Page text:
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Tuesday, March 09, 2010

"Persist" by Peter Clothier is an Inspiration to Creative People Everywhere.

Peter Clothier is a long time expert in art, a fellow dharma practitioner and fellow blogger. You can find his blog over at, "The Buddha Diaries." He has written a great, easy to read book titled, Persist: In Praise of the Creative Spirit in a World Gone Mad with Commerce. As both a Buddhist and an artist I was pleased to read aspects of Buddhism within his advice on how to be a creative person/artist in this modern world of commerce.

I especially liked how the author compassionately stated that just because your art doesn't sell, doesn't mean you're not a good artist. That is a very brief summation of a lot of the book so I encourage you to read it cover to cover for yourself but for a struggling painter like myself who doesn't make consistent money from my art--it's nice to hear. Especially coming from someone who has been in, "the biz" for as long as Peter.

I use to think that if my art didn't make me a millionaire that I wasn't a true and talented artist. Peter helped me rediscover doing art simply because it's my passion and brings me joy. I guess you could say he teaches to, "Paint canvas and carry turpentine" as in the Zen saying, "Chop wood, carry water" to remind us all to be present in the moment and to focus solely on whatever activity that moment finds ourselves engaged in. I also really appreciated his advice on meditating before doing your art to clear your mind of doubts about your talent and that critical voice that says, "You're not doing it right." It is clear how the meditation can clear your mind for the creative ideas to flow freely in the moment. This is a great book for anyone interested in being a creative person in a modern world that has boiled art down to mere commodity.

~Peace to all beings~

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4 comments:

turquoisemoon said...

You know...as an artist, there's another problem I sometimes have. I start selling the piece before it's finished. I've noticed that at that point my energies and focus go into the selling vs the creation. I'm certainly not in the present. Thank you for bringing the Buddha Diaries blog to my attention. I think I need to read his book..thanks again!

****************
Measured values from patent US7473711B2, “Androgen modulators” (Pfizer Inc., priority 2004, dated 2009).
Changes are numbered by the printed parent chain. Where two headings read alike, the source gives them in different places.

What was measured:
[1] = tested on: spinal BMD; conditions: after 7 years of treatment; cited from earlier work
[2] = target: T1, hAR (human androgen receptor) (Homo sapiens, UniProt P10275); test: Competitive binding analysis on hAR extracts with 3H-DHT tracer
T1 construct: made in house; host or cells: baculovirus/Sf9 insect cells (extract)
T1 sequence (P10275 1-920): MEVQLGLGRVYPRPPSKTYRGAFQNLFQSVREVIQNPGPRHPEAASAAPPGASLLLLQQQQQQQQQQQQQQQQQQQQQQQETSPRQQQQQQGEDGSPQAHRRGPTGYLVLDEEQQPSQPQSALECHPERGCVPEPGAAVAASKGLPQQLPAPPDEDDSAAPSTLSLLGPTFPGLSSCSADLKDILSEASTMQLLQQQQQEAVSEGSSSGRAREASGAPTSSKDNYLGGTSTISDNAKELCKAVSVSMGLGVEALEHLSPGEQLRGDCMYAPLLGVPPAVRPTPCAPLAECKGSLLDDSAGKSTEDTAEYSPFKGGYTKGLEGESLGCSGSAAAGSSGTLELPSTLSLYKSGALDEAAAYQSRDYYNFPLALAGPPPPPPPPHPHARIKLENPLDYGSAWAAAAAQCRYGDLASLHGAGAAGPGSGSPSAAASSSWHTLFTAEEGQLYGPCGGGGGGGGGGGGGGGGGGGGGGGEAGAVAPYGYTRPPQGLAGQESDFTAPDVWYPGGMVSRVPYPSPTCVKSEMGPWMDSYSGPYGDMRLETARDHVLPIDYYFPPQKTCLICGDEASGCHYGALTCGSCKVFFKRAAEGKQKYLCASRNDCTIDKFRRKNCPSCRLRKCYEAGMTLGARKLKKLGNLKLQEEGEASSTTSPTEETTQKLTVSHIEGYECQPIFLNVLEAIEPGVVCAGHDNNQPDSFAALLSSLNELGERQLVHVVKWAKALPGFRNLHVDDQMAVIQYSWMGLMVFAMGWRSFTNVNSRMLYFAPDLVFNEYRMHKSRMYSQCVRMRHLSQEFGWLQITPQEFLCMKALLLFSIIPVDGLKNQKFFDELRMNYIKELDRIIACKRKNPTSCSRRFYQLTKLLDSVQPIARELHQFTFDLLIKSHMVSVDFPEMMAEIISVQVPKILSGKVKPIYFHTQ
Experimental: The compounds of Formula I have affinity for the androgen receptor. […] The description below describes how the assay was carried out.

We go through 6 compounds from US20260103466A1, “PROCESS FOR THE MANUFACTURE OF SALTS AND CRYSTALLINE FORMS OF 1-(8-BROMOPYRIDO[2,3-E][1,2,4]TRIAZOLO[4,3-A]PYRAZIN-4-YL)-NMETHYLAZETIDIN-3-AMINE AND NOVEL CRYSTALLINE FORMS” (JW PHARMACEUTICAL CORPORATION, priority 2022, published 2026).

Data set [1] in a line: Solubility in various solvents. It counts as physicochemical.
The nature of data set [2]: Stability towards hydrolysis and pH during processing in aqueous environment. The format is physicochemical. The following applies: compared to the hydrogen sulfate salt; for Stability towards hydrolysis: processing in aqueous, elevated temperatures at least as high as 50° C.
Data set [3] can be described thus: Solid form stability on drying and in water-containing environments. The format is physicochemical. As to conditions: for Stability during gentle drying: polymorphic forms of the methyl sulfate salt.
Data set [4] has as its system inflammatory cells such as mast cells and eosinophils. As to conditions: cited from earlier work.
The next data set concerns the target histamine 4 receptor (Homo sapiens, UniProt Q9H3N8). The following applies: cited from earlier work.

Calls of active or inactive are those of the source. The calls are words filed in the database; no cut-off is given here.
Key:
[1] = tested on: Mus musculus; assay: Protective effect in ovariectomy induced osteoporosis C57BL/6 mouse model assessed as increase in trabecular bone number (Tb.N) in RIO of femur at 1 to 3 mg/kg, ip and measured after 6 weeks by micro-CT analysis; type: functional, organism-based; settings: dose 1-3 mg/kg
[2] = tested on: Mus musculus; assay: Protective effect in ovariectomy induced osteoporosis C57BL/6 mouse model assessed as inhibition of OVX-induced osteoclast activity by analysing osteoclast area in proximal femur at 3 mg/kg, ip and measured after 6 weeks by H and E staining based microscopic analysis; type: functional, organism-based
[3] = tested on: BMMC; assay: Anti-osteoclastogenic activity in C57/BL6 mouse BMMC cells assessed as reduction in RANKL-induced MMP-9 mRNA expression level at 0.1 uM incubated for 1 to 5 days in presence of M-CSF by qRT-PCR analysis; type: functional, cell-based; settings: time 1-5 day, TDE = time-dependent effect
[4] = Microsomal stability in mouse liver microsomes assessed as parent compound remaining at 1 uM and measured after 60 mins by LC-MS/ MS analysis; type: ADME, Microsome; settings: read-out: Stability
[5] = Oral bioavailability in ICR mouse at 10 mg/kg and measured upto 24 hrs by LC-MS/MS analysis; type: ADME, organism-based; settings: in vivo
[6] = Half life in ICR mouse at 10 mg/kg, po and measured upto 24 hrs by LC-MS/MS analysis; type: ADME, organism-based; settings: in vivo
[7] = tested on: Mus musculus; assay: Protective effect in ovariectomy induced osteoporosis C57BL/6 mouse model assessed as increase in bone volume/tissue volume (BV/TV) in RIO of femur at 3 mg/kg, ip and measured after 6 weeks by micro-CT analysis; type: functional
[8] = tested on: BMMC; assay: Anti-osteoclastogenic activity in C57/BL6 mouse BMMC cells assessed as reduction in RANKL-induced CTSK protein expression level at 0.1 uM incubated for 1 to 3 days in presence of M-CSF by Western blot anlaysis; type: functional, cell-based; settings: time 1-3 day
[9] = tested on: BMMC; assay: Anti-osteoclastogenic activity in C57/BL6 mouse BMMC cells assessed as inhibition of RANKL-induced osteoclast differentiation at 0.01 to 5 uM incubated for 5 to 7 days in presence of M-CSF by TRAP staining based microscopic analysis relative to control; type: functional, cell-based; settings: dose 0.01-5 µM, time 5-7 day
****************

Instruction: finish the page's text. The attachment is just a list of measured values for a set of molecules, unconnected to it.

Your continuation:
Buddhist_philosopher said...

Great point, turquiosemoon. I, too, in artistic and more scholarly works, will begin 'negotiating' with a buyer/reader rather than letting my own vision finish out the work. I love the recommendation of simple meditation - so profound, so true! If only we could be told this, and follow it, more often. :) Thank you, James, for the post and for persisting in your art work. Thanks, too to Peter for what will surely be a wonderful and mindful book.

Amanda said...

OMG! May I repost your post on my blog? In the past couple of weeks I've been talking about the dilemma I've been having with earning money making art. It's my profession, I love it, I'm good at it, and I've recently been trying to find more ways to tie it more closely to my Buddhist practice. I'm new to meditation, having started just last year. I have a long way to go, and started my blog to document my journey. Any advice you have would be most welcome! Thanks :)

They call him James Ure said...

Amanda:

Feel free to repost it :)

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